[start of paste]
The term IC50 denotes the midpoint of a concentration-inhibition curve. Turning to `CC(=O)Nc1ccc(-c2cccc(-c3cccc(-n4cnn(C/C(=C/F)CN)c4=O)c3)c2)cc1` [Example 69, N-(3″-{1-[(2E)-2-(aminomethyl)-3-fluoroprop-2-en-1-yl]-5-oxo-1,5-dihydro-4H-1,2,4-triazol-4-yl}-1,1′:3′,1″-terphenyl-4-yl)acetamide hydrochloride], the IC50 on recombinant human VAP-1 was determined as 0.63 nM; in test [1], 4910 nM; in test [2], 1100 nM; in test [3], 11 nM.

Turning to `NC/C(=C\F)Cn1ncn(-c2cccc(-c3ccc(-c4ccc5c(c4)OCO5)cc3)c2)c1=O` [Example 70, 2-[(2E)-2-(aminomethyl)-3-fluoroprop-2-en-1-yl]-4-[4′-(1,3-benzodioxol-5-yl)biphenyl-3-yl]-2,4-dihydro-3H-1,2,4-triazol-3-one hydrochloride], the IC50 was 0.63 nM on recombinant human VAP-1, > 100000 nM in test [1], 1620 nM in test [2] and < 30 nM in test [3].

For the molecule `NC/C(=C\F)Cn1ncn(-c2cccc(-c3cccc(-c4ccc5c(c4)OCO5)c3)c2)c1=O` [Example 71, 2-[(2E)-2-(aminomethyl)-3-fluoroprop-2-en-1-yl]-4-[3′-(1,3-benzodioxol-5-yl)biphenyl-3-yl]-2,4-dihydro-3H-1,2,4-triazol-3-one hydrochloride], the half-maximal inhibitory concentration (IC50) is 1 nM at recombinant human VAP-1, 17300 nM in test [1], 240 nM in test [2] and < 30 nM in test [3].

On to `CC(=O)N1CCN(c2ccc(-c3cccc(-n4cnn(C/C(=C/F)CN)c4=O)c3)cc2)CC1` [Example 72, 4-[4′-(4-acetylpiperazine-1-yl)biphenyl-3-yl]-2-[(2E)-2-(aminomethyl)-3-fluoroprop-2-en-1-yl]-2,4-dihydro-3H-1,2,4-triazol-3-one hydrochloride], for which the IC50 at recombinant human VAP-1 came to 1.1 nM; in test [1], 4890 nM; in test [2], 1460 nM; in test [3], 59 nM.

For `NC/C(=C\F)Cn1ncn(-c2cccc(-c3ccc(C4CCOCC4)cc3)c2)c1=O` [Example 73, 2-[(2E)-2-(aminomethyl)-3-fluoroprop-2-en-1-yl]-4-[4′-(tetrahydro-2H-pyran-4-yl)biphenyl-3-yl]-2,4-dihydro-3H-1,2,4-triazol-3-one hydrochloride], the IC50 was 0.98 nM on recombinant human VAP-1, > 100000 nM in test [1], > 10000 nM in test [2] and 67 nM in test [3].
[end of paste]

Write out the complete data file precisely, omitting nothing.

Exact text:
The term IC50 denotes the midpoint of a concentration-inhibition curve. Turning to `CC(=O)Nc1ccc(-c2cccc(-c3cccc(-n4cnn(C/C(=C/F)CN)c4=O)c3)c2)cc1` [Example 69, N-(3″-{1-[(2E)-2-(aminomethyl)-3-fluoroprop-2-en-1-yl]-5-oxo-1,5-dihydro-4H-1,2,4-triazol-4-yl}-1,1′:3′,1″-terphenyl-4-yl)acetamide hydrochloride], the IC50 on recombinant human VAP-1 was determined as 0.63 nM; in test [1], 4910 nM; in test [2], 1100 nM; in test [3], 11 nM.

Turning to `NC/C(=C\F)Cn1ncn(-c2cccc(-c3ccc(-c4ccc5c(c4)OCO5)cc3)c2)c1=O` [Example 70, 2-[(2E)-2-(aminomethyl)-3-fluoroprop-2-en-1-yl]-4-[4′-(1,3-benzodioxol-5-yl)biphenyl-3-yl]-2,4-dihydro-3H-1,2,4-triazol-3-one hydrochloride], the IC50 was 0.63 nM on recombinant human VAP-1, > 100000 nM in test [1], 1620 nM in test [2] and < 30 nM in test [3].

For the molecule `NC/C(=C\F)Cn1ncn(-c2cccc(-c3cccc(-c4ccc5c(c4)OCO5)c3)c2)c1=O` [Example 71, 2-[(2E)-2-(aminomethyl)-3-fluoroprop-2-en-1-yl]-4-[3′-(1,3-benzodioxol-5-yl)biphenyl-3-yl]-2,4-dihydro-3H-1,2,4-triazol-3-one hydrochloride], the half-maximal inhibitory concentration (IC50) is 1 nM at recombinant human VAP-1, 17300 nM in test [1], 240 nM in test [2] and < 30 nM in test [3].

On to `CC(=O)N1CCN(c2ccc(-c3cccc(-n4cnn(C/C(=C/F)CN)c4=O)c3)cc2)CC1` [Example 72, 4-[4′-(4-acetylpiperazine-1-yl)biphenyl-3-yl]-2-[(2E)-2-(aminomethyl)-3-fluoroprop-2-en-1-yl]-2,4-dihydro-3H-1,2,4-triazol-3-one hydrochloride], for which the IC50 at recombinant human VAP-1 came to 1.1 nM; in test [1], 4890 nM; in test [2], 1460 nM; in test [3], 59 nM.

For `NC/C(=C\F)Cn1ncn(-c2cccc(-c3ccc(C4CCOCC4)cc3)c2)c1=O` [Example 73, 2-[(2E)-2-(aminomethyl)-3-fluoroprop-2-en-1-yl]-4-[4′-(tetrahydro-2H-pyran-4-yl)biphenyl-3-yl]-2,4-dihydro-3H-1,2,4-triazol-3-one hydrochloride], the IC50 was 0.98 nM on recombinant human VAP-1, > 100000 nM in test [1], > 10000 nM in test [2] and 67 nM in test [3].